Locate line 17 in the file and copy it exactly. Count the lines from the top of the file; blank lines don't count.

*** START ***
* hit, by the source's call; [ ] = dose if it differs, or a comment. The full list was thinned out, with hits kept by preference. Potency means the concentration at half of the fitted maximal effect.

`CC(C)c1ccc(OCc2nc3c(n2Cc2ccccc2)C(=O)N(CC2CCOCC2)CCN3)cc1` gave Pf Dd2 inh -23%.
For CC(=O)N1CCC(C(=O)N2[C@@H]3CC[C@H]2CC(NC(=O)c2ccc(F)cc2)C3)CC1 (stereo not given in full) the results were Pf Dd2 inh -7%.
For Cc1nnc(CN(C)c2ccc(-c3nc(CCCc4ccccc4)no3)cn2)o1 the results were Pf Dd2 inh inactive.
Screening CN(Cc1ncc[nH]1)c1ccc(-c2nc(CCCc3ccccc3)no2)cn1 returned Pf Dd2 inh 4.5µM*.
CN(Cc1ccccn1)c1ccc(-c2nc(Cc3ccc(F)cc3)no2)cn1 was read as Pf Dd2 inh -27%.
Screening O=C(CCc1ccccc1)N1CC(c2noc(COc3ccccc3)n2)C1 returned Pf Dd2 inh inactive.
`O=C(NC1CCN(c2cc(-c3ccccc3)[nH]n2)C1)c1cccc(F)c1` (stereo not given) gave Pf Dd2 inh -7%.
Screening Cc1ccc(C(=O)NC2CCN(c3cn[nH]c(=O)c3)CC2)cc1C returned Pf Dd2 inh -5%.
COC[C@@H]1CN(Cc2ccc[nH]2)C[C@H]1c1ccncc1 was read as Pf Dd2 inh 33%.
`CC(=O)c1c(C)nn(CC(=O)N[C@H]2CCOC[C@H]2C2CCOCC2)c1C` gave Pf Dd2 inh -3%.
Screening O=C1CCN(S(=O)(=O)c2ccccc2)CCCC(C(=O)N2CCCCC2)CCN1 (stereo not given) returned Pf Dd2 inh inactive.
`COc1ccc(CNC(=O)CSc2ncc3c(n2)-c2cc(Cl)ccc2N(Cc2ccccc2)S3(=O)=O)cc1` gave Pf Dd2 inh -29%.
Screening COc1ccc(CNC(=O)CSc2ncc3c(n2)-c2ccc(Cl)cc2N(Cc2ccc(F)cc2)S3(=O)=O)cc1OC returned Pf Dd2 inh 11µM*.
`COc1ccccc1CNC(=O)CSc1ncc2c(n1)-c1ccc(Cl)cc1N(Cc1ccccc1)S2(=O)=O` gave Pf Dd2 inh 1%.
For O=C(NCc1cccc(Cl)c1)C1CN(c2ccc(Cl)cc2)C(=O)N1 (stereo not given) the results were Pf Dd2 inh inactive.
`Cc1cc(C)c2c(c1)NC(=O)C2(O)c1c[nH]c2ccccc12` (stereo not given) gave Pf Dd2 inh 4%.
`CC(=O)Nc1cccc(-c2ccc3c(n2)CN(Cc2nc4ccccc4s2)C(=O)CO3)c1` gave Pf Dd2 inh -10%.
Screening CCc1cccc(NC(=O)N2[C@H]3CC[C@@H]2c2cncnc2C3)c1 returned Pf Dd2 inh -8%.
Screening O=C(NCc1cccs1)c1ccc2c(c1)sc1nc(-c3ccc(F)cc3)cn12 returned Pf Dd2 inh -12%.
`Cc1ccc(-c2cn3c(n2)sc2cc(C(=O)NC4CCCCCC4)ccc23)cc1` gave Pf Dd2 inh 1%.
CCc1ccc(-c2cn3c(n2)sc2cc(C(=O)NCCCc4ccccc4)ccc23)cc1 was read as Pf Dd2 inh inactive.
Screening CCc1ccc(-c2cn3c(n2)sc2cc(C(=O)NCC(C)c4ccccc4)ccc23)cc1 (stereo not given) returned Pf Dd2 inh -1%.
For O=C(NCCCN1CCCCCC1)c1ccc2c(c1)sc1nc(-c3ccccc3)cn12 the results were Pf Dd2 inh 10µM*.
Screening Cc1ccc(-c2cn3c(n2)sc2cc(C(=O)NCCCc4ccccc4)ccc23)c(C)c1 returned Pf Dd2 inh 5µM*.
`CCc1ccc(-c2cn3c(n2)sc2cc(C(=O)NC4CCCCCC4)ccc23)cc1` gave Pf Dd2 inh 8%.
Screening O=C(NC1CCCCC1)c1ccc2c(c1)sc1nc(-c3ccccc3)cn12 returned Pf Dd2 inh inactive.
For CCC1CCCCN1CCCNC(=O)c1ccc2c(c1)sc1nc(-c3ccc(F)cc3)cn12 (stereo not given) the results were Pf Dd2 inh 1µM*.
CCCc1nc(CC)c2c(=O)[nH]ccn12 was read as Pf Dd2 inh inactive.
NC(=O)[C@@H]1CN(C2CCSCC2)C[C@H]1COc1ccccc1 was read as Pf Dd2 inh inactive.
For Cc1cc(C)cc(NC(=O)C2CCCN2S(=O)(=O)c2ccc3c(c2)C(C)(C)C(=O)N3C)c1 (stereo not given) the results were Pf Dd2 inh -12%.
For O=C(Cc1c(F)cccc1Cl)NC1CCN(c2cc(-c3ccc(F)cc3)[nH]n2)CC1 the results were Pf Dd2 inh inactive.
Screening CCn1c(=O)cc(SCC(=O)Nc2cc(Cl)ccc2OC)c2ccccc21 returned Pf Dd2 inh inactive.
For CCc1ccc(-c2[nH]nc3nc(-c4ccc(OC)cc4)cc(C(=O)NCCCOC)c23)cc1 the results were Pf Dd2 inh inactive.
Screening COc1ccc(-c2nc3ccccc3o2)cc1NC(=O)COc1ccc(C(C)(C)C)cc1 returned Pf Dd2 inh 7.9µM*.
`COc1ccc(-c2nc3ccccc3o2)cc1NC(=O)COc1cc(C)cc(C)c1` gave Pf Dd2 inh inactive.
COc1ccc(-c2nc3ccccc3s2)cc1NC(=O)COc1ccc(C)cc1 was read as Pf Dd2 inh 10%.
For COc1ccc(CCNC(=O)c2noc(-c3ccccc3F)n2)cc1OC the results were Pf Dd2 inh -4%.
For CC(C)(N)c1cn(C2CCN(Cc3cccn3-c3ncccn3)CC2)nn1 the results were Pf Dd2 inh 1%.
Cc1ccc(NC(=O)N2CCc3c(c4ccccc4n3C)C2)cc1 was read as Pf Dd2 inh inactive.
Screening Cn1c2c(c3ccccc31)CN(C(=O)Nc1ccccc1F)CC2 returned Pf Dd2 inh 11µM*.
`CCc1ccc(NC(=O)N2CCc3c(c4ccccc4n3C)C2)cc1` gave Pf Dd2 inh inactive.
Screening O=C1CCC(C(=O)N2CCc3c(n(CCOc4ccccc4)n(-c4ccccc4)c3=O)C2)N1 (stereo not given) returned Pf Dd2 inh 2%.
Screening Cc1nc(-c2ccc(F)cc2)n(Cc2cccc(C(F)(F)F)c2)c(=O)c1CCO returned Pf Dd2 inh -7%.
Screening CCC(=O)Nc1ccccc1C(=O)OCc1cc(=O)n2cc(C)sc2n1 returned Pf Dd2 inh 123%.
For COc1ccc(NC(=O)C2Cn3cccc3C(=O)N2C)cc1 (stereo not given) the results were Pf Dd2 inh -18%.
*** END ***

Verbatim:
`Cc1cc(C)c2c(c1)NC(=O)C2(O)c1c[nH]c2ccccc12` (stereo not given) gave Pf Dd2 inh 4%.